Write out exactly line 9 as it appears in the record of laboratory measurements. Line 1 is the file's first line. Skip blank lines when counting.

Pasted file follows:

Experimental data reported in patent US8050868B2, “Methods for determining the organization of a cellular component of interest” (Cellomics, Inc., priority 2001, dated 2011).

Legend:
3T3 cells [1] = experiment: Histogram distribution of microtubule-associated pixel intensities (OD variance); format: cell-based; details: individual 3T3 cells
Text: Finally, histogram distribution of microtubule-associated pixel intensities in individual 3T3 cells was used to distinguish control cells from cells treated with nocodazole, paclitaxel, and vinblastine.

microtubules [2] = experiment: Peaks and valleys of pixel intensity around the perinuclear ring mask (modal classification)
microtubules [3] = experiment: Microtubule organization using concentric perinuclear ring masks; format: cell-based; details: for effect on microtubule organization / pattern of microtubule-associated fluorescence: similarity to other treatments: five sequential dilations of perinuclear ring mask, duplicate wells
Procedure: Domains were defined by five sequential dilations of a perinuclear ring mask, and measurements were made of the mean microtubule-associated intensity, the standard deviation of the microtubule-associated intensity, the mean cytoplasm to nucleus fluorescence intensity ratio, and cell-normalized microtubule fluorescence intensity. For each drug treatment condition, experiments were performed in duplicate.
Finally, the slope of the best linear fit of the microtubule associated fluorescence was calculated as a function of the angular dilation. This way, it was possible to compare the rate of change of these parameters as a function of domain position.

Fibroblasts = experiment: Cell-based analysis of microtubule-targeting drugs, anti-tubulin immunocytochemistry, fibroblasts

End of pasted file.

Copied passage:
Fibroblasts = experiment: Cell-based analysis of microtubule-targeting drugs, anti-tubulin immunocytochemistry, fibroblasts